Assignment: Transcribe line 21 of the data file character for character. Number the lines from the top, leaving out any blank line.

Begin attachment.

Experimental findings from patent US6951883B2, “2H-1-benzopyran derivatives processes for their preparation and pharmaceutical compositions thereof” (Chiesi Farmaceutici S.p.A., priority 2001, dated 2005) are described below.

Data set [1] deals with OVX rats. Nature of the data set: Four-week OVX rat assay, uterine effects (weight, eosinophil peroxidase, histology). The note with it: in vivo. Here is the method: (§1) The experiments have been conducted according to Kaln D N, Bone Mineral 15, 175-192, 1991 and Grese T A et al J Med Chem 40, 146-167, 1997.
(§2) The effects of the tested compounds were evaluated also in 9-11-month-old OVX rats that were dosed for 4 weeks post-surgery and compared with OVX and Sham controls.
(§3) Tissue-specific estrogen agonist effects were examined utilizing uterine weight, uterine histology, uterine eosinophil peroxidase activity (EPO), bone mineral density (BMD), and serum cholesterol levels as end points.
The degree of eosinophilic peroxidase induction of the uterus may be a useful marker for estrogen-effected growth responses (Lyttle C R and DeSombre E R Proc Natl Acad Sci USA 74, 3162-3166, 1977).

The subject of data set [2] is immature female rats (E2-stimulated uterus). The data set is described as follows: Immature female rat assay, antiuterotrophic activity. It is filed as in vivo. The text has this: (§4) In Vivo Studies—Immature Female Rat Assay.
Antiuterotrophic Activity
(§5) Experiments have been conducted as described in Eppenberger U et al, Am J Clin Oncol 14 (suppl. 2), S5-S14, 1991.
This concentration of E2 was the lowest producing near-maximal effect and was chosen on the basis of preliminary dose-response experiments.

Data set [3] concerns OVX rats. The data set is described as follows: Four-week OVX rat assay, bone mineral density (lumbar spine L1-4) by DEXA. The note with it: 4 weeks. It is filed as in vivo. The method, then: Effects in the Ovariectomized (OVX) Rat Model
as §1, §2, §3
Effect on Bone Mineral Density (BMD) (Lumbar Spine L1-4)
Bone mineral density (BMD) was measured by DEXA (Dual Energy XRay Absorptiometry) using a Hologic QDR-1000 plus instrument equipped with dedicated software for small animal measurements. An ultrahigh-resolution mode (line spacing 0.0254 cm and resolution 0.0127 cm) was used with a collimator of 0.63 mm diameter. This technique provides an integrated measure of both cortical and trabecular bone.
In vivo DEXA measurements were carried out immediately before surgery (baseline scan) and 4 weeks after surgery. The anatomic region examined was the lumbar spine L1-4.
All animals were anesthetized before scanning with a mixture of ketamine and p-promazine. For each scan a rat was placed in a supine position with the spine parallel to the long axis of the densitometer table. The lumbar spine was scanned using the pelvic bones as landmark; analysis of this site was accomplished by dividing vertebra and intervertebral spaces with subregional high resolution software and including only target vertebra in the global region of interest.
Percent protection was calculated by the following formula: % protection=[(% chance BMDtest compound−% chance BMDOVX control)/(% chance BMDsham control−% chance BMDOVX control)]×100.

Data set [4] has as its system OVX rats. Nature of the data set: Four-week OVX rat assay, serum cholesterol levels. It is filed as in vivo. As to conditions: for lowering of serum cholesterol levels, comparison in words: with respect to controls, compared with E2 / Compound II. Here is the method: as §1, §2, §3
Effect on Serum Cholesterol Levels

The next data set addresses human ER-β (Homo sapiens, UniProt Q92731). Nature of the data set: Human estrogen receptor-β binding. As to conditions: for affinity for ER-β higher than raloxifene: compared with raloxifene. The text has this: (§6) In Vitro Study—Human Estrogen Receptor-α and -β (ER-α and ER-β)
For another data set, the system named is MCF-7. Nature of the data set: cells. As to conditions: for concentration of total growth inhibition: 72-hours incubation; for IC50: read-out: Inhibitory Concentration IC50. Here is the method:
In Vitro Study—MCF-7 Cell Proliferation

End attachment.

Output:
In Vitro Study—MCF-7 Cell Proliferation